This week a campaign begun to encourage more women to donate their eggs for those who cannot conceive.
There has long been a shortage of egg donors in this country and statistics have shown that it would take just 0.01% of the fertile population to satisfy demand.
This is a debate that has long interested me and simultaneously infuriated me.
Admittedly, it was a subject I didn’t know much about when I had my first child nine years ago. But when my second-born arrived in 2001, it was on my radar and my awareness increased.
As a mother, I understood the deep joy that came with having a baby. I was lucky: I had conceived easily and the pregnancies had run fairly smoothly.
To hold my own child brought so much joy: like every new parent, I felt as if my life was now complete. I was a mother and I couldn’t imagine not having them.
But there was a nagging at the back of my mind. What of the women who couldn’t fulfil their dream?
I wanted these women who were desperate for their own child to feel what I was lucky enough to have experienced. I wanted to donate my eggs.
The question of payment never entered my head. I recall being surprised that some countries did pay. This would be an altruistic act. Of course, there was an element of selfishness to it: I knew it would make me feel worthwhile. I wasn’t going to shout it from the rooftops or wear a t-shirt bearing the details of what I was doing, but perhaps there would be a small sense of smugness about my charitable act.
I began to research the procedure. I understood that there would be procedures to suppress the menstrual cycle, learned about the daily injections to increase egg production, the possible side effects of bleeding and infection, the scans, the internal examinations. I even knew there was a small risk of mortality if the ovaries were over stimulated.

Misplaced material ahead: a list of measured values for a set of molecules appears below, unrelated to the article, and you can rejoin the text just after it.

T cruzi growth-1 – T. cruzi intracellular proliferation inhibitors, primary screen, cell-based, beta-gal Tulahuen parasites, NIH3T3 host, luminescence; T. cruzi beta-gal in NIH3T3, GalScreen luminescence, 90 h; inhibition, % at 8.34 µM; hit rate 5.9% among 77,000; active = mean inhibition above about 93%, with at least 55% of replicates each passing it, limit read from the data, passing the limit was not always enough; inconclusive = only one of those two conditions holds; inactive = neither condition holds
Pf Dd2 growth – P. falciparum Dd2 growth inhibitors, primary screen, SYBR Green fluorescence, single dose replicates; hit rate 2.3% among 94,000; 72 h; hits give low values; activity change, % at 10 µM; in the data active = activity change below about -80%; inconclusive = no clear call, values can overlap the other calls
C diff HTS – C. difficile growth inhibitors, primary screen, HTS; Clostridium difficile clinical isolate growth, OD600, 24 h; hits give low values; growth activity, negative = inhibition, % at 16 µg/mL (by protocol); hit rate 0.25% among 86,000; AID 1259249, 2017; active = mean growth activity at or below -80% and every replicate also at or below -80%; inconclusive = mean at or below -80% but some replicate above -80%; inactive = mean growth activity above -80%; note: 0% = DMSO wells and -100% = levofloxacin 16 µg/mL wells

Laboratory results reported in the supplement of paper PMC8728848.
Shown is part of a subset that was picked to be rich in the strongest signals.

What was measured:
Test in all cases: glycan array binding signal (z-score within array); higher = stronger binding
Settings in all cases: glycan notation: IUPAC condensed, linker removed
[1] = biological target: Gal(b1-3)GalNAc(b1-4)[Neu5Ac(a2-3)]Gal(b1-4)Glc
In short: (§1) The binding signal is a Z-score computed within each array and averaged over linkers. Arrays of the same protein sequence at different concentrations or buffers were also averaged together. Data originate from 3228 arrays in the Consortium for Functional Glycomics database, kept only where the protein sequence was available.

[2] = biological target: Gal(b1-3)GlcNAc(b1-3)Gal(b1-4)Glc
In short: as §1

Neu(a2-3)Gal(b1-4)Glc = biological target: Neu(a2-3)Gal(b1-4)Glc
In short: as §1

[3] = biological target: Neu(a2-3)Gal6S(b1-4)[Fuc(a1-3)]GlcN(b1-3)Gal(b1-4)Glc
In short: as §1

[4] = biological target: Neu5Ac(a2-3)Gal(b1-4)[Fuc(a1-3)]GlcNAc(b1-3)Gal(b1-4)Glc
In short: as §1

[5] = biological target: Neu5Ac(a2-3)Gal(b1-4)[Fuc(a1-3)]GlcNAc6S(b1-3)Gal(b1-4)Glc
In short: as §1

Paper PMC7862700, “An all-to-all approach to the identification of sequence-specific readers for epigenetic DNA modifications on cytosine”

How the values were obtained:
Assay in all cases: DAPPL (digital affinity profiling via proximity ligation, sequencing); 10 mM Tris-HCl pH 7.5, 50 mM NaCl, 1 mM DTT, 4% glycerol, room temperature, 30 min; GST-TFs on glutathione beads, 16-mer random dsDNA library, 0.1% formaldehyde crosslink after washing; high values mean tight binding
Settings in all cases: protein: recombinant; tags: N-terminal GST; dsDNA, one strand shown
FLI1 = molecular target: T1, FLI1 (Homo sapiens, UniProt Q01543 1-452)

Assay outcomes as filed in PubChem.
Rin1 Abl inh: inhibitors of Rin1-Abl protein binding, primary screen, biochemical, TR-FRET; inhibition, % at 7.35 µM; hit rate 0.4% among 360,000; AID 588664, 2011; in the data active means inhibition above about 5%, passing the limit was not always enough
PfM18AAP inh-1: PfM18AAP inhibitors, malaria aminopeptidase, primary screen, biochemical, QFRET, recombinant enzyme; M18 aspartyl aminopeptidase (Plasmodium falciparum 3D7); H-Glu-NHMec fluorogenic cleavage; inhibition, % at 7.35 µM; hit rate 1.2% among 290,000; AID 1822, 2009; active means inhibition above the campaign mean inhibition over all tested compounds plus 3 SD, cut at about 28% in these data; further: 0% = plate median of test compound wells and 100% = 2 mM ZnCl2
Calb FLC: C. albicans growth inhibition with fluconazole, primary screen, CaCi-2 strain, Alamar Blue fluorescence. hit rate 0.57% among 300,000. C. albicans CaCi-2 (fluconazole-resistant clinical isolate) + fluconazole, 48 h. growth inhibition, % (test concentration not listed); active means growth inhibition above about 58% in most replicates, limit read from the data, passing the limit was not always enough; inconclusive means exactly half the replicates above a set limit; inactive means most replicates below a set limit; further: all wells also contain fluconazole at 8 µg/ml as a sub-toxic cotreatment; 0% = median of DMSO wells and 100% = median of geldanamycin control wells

But I was convinced this was the right thing to do. As far as I was concerned, it was the ultimate gift. I was keen to get started and, as the cut-off age for donating eggs is 35 I knew that I had limited time to get the process underway.
As I picked up the telephone to call a fertility clinic close to my home, I remember being simultaneously terrified and excited. Surely, knowing the shortage of donors, they would have me in the clinic for a consultation quickly?
I was amazed at the reaction. Initially, the woman with whom I had a conversation was pleased that there was a potential donor. She took basic details: name and age, whether or not I’d had children. She said someone would call me back.
No one did. A few weeks later, I made another call and explained again that I was interested in donating eggs. Again, there was a promise of a telephone call. It never came.
I was appalled. I made one more attempt: more promises. More broken promises: no phone call.
So much for third time lucky. It was the last call I made to the clinic. I’d two small children to look after and time ran out for me to do anything about donating eggs.
I was frustrated that I couldn’t do what I wanted to do. But, more than that, I was disappointed that I had let down a woman who wanted her own baby. I could have helped her